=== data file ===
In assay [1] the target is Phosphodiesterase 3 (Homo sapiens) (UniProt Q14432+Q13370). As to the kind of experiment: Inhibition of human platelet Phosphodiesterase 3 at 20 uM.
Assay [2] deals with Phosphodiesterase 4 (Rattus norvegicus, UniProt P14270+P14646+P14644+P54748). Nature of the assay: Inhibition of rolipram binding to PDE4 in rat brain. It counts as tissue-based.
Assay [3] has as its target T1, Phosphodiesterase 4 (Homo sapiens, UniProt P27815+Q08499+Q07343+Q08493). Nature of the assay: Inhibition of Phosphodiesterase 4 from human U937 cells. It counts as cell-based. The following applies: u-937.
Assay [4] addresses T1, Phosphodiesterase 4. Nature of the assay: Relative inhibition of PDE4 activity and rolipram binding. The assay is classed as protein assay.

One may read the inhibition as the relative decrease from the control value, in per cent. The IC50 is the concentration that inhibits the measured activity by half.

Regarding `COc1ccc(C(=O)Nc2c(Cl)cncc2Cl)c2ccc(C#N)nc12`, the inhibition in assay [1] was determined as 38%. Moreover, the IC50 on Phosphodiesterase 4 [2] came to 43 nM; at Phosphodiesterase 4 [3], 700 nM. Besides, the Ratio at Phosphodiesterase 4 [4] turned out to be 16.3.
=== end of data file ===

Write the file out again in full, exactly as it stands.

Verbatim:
In assay [1] the target is Phosphodiesterase 3 (Homo sapiens) (UniProt Q14432+Q13370). As to the kind of experiment: Inhibition of human platelet Phosphodiesterase 3 at 20 uM.
Assay [2] deals with Phosphodiesterase 4 (Rattus norvegicus, UniProt P14270+P14646+P14644+P54748). Nature of the assay: Inhibition of rolipram binding to PDE4 in rat brain. It counts as tissue-based.
Assay [3] has as its target T1, Phosphodiesterase 4 (Homo sapiens, UniProt P27815+Q08499+Q07343+Q08493). Nature of the assay: Inhibition of Phosphodiesterase 4 from human U937 cells. It counts as cell-based. The following applies: u-937.
Assay [4] addresses T1, Phosphodiesterase 4. Nature of the assay: Relative inhibition of PDE4 activity and rolipram binding. The assay is classed as protein assay.

One may read the inhibition as the relative decrease from the control value, in per cent. The IC50 is the concentration that inhibits the measured activity by half.

Regarding `COc1ccc(C(=O)Nc2c(Cl)cncc2Cl)c2ccc(C#N)nc12`, the inhibition in assay [1] was determined as 38%. Moreover, the IC50 on Phosphodiesterase 4 [2] came to 43 nM; at Phosphodiesterase 4 [3], 700 nM. Besides, the Ratio at Phosphodiesterase 4 [4] turned out to be 16.3.